Variations on a theme in theological anthropology
A. Ernest Becker
Men aren’t built to be gods, to take in the whole world; they are built like other creatures, to take in the piece of ground in front of their noses.
from The Denial of Death, (Free Press, 1997), 178.
B. Rowan Williams
Theology must rediscover itself as a language that assists us in being mortal, living in the constraints of a finite and material world without resentment. […]
What we are are our limits, that we are here not there, now not then, took this decision, not that, to bring us here and now. And if this is true, understanding a person is understanding their limits, their materiality. […]
My unity as a person is always out of my field of vision (I can’t see my own face), just as the divine condition for there being fields of vision at all, for there being a world or worlds, is out of my field of vision (I can’t see my own origin).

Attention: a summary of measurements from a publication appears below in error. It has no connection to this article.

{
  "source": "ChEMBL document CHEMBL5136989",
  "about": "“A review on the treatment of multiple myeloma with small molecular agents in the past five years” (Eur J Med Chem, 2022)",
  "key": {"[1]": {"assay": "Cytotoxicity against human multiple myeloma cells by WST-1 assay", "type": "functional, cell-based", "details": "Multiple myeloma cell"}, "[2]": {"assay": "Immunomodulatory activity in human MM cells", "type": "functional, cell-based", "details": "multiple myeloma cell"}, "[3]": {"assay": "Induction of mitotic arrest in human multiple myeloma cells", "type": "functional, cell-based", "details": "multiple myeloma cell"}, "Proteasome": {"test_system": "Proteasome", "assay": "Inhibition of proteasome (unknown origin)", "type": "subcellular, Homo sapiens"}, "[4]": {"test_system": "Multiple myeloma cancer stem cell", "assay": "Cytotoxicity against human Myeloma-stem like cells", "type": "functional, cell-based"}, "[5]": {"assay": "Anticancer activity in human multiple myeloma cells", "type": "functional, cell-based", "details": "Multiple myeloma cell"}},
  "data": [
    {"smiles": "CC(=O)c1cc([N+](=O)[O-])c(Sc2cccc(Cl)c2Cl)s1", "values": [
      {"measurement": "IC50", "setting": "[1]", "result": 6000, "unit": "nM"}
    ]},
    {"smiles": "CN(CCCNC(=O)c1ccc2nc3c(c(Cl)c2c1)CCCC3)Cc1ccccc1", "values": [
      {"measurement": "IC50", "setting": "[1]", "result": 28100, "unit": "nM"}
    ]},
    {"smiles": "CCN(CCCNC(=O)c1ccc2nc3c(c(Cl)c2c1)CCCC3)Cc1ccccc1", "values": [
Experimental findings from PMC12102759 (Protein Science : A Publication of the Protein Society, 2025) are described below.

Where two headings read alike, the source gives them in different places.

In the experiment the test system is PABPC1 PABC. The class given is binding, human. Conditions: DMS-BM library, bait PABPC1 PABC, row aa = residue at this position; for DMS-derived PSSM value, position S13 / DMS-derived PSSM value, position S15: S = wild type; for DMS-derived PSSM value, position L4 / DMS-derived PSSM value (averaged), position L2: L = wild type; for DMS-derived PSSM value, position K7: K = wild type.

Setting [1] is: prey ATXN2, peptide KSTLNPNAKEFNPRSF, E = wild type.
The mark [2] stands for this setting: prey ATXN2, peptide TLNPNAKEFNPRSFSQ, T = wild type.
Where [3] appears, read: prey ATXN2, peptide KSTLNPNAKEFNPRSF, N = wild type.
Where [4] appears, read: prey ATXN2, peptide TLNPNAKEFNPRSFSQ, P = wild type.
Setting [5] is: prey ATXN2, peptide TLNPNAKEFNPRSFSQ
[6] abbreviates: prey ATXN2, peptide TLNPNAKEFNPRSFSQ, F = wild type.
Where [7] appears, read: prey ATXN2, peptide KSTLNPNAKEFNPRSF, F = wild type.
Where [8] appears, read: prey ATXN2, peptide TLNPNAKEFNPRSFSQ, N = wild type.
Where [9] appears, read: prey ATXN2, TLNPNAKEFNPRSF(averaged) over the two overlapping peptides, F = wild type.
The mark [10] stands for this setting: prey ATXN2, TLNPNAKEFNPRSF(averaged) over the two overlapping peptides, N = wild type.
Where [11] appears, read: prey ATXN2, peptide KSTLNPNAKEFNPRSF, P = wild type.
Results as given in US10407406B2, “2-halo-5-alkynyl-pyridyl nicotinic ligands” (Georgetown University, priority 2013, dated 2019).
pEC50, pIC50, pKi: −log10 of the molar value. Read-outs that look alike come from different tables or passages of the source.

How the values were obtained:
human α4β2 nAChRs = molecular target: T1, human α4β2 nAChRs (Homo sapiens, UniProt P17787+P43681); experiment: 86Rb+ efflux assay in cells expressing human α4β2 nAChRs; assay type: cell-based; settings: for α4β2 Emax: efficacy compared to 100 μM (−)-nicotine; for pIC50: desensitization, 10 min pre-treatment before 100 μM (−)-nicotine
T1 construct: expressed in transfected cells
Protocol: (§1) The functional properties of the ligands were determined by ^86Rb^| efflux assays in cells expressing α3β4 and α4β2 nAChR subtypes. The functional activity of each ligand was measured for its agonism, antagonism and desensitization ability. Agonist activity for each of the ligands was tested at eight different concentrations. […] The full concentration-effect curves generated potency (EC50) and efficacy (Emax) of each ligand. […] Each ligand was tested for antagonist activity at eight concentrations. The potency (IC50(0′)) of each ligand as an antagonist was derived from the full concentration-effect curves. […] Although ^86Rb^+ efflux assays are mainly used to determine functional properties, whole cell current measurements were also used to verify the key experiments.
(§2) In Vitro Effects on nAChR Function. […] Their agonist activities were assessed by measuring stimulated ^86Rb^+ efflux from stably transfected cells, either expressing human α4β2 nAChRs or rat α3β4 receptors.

from “The Suspicion of Suspicion: Wittgenstein and Bonhoeffer,” in Wrestling with Angels, (Eerdmans, 2007), 186, 193.
C. Nicholas Lash
My body is not simply this lump of matter by means of which I communicate with other people. My body is also the world constituted by the personal, social and economic relationships in which I share. These all form part of me. My language, my family, my city, are parts of my body. When I die, it is not merely this lump of matter that dies: the whole network of personal, family and social communications which I formed a part, dies a little too.
from Theology on Dover Beach, (Wipf and Stock, 2005), 174-5. Cf. Theology on the Way to Emmaus, 175; Seeing in the Dark, 112-3.